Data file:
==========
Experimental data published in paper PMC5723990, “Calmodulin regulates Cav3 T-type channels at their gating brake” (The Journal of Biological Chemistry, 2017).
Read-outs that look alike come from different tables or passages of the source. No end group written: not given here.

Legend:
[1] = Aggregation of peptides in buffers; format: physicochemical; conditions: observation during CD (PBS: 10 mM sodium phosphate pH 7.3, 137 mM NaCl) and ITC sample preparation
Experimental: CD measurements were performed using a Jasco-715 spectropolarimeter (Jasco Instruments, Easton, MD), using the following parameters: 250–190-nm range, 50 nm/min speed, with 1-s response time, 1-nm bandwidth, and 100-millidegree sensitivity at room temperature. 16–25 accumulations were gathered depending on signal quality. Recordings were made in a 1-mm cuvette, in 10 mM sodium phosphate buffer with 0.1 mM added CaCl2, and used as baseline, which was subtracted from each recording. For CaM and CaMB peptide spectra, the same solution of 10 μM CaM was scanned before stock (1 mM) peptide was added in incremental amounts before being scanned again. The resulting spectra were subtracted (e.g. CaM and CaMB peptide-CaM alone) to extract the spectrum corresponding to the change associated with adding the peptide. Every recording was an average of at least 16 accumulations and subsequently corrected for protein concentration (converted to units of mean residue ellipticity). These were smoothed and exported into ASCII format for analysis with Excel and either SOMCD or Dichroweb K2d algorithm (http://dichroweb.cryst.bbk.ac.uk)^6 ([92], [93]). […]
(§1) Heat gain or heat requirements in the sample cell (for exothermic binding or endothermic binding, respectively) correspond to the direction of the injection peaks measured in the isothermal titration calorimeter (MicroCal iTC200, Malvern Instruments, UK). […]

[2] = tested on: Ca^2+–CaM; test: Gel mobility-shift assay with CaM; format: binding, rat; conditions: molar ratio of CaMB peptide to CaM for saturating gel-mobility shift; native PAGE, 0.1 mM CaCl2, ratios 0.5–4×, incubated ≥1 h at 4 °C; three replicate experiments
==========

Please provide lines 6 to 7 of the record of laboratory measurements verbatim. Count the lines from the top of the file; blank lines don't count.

(§1) Heat gain or heat requirements in the sample cell (for exothermic binding or endothermic binding, respectively) correspond to the direction of the injection peaks measured in the isothermal titration calorimeter (MicroCal iTC200, Malvern Instruments, UK). […]

[2] = tested on: Ca^2+–CaM; test: Gel mobility-shift assay with CaM; format: binding, rat; conditions: molar ratio of CaMB peptide to CaM for saturating gel-mobility shift; native PAGE, 0.1 mM CaCl2, ratios 0.5–4×, incubated ≥1 h at 4 °C; three replicate experiments